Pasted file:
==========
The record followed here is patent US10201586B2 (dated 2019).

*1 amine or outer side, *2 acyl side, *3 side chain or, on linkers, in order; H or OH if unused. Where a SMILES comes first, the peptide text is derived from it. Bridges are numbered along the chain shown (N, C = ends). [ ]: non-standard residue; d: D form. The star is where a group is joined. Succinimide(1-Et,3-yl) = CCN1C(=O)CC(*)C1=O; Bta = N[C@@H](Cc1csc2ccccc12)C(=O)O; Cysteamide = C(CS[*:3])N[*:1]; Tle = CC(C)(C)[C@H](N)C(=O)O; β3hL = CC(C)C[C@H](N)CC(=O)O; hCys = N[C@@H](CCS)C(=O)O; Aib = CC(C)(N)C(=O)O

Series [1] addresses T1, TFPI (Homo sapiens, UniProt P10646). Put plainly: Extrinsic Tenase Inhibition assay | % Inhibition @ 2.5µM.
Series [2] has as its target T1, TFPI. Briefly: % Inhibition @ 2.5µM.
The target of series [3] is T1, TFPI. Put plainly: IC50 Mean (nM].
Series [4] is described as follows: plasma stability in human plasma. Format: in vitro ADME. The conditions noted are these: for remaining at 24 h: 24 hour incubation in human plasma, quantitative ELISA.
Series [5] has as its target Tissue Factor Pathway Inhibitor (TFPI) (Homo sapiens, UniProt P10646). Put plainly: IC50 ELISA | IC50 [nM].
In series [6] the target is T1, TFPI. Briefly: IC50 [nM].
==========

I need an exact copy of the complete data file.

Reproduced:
The record followed here is patent US10201586B2 (dated 2019).

*1 amine or outer side, *2 acyl side, *3 side chain or, on linkers, in order; H or OH if unused. Where a SMILES comes first, the peptide text is derived from it. Bridges are numbered along the chain shown (N, C = ends). [ ]: non-standard residue; d: D form. The star is where a group is joined. Succinimide(1-Et,3-yl) = CCN1C(=O)CC(*)C1=O; Bta = N[C@@H](Cc1csc2ccccc12)C(=O)O; Cysteamide = C(CS[*:3])N[*:1]; Tle = CC(C)(C)[C@H](N)C(=O)O; β3hL = CC(C)C[C@H](N)CC(=O)O; hCys = N[C@@H](CCS)C(=O)O; Aib = CC(C)(N)C(=O)O

Series [1] addresses T1, TFPI (Homo sapiens, UniProt P10646). Put plainly: Extrinsic Tenase Inhibition assay | % Inhibition @ 2.5µM.
Series [2] has as its target T1, TFPI. Briefly: % Inhibition @ 2.5µM.
The target of series [3] is T1, TFPI. Put plainly: IC50 Mean (nM].
Series [4] is described as follows: plasma stability in human plasma. Format: in vitro ADME. The conditions noted are these: for remaining at 24 h: 24 hour incubation in human plasma, quantitative ELISA.
Series [5] has as its target Tissue Factor Pathway Inhibitor (TFPI) (Homo sapiens, UniProt P10646). Put plainly: IC50 ELISA | IC50 [nM].
In series [6] the target is T1, TFPI. Briefly: IC50 [nM].